scorecardresearch
Follow Us:
Monday, November 29, 2021

Meet Ravi Dahiya, the wrestler-philosopher

Tokyo silver medallist Ravi Dahiya has fought adversity on the mat and off it, gaining new perspectives in sport and life.

Written by Mihir Vasavda |
Updated: October 16, 2021 2:11:14 pm
Ravi DahiyaRavi Dahiya

“Struggle,” Ravi Dahiya says, “is continuous. Sometimes, it’s external. Mostly, it’s within.”

The Olympic silver medallist turns philosophical while talking about his job-hunting misadventures.

The story goes something like this: in 2015, after Dahiya started winning medals at junior Asian- and world-level tournaments, the Army approached him with a job offer. But the then-teenaged wrestler rejected it flat out, hoping to get aboard the Railways, like so many of his peers. “My target was Railways so that I could keep wrestling with a free mind,” Dahiya says. “Fauj mein lag jaata (could have got into the Army), but I said no to them.”

As luck would have it, however, soon after he snubbed the Army’s offer, Dahiya says Railways came up with a notification which made only 12th-pass candidates eligible for recruitment. For Dahiya, who had to sacrifice formal education to focus on his wrestling career, this was bad news, and also the beginning of a series of unfortunate incidents.

In 2016, while making a comeback from an injury, Dahiya broke his finger. As he recovered from that, he was down with typhoid. For a wrestler whose game is dependent on strength, the bout with the bacterial infection left him vulnerable. “I lost in the junior nationals, in the selection trials… nothing was going my way,” Dahiya says.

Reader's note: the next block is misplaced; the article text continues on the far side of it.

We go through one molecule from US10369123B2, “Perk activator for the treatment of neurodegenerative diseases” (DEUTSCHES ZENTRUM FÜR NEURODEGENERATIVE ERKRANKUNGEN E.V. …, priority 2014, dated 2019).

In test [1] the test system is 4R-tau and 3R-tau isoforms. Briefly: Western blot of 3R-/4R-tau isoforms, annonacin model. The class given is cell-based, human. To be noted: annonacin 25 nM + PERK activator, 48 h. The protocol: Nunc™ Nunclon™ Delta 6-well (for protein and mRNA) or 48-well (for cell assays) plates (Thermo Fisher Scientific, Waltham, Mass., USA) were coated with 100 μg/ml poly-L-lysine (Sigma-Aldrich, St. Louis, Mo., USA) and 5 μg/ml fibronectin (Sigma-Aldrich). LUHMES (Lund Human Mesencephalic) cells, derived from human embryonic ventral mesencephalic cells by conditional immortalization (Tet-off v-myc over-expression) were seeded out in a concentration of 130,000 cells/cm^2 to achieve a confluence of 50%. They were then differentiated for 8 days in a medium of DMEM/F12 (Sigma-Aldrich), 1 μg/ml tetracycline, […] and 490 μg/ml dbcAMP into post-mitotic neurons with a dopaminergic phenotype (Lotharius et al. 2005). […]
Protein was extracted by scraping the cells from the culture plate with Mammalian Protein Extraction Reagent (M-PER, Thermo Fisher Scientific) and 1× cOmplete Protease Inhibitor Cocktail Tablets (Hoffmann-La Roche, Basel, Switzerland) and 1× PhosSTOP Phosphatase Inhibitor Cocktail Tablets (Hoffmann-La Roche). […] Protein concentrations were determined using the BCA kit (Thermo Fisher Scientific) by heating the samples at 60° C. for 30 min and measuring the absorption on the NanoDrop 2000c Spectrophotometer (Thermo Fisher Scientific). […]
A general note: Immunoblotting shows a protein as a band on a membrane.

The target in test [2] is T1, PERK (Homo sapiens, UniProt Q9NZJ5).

Ravi Dahiya Olympic medallist Ravi Dahiya’s school renamed after him. Deputy Chief Minister Manish Sisodia felicitated wrestler Ravi Dahiya and said that “through his hard work, a student of Delhi government school has now become a youth icon for the nation”. (Twitter/AAP)

Desperation slowly crept in. On the mat, his career seemed to be headed nowhere. Off it, he had nothing to fall back on. So, Dahiya approached the Army to see if their offer was still open. “‘Aap hi le lo (Please take me)’, I pleaded with them.” But that train, it turned out, had long left the station. “They replied, ‘nahi, ab nahi le sakte aapko (we can’t take you now),’” Dahiya laughs, pauses for a bit as if to introspect, and adds, “you see, we get what we deserve.”

Meet Ravi Dahiya, the wrestler-philosopher.

***

Dahiya talks about one of his toughest phases with the same lightness and simplicity with which he wears the tag of being an Olympic silver medallist.